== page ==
there was definitely a lack of will to stand up the israelis at political and senior force command levels however.
      seems to be a common fault of the UN as an organisation as a whole though. people know what the right thing to do is...sometimes its not a pleasant or easy thing to do. but political issues and fear of offending anybody stop the organisation doing these things.
      Last edited by X-RayOne; 26 May 2009, 10:16.
      Fate whispers to the warrior, "There is a storm coming"

      And the warrior whispers back "I am the storm".

      Comment


      • #4
        Its an interesting debate- and I have always said that things could have been worse for the Lebbo's if the Troops themselves were not there- but how much better would things have been both for them as us if this was LebFOR instead of UNIFIL.

        As someone who served in KFOR and SFOR it was obvious to me that even though NATO/PFP is not perfect

        its 1 million % better than the UN or rather the structure the UN has been allowed become.

        We learned a hell of a lot from NATO /PFP and I think we are a much better Army because of this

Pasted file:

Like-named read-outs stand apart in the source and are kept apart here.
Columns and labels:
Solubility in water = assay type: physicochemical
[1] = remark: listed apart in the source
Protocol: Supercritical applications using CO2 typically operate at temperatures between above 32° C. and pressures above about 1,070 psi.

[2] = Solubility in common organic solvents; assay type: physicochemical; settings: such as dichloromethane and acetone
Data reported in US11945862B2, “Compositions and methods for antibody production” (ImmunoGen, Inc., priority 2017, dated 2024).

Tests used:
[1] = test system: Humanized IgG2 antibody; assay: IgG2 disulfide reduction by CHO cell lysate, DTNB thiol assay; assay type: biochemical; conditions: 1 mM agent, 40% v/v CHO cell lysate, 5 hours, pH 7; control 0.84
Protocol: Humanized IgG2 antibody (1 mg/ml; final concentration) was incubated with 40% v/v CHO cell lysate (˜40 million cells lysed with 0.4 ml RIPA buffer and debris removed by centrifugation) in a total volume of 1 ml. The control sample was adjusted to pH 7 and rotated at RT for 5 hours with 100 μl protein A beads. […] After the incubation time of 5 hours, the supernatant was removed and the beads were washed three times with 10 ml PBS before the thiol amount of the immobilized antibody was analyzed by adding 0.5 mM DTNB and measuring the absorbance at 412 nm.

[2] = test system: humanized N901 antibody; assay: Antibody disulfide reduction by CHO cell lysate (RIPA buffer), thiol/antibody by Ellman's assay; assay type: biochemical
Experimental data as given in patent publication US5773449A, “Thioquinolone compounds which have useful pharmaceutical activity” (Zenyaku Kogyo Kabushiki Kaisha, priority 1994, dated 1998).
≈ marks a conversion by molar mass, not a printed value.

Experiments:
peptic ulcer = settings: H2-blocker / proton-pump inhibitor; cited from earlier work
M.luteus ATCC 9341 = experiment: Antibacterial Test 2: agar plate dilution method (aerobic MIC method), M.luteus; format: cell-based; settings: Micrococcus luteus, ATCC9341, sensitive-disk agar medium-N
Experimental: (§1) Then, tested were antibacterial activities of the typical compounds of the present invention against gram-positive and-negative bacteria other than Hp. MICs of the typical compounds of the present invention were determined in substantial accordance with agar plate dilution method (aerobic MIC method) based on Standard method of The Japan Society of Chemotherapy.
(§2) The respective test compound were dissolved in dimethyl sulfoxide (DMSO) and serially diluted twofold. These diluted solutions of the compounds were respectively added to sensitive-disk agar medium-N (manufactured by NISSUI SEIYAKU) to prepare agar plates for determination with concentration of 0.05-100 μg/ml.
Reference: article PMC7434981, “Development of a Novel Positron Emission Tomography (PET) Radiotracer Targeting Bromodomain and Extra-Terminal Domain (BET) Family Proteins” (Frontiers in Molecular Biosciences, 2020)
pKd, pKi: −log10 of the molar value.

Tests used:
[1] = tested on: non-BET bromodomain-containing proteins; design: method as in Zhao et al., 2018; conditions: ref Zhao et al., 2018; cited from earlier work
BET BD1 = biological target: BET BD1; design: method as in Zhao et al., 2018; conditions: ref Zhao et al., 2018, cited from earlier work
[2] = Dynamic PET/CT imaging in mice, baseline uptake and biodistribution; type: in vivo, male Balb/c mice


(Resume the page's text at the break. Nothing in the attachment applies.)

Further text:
we learned very little from the UN
        Things fall apart; the centre cannot hold;
        Mere anarchy is loosed upon the world,
        The blood-dimmed tide is loosed, and everywhere***
        The ceremony of innocence is drowned;
        The best lack all conviction, while the worst
        Are full of passionate intensity.

        Comment


        • #5
          nato involvement has moved the DF so far forward in terms of effectiveness and attitude. and this has been reflected in the missions the DF have being willing to and wanted to be involved in. from liberia, to east timor and now chad.

          ultimately, nato has always prepared to fight or go to war, whereas the UN has always prepared to bring peace after. moving to peace enforcement and the more challenging and risky nature of the missions we have been involved in has shown a change in the mindset of the DF. a maturing from being effectively armed policemen to being a competant military force capable of projecting power in the situations it finds itself in.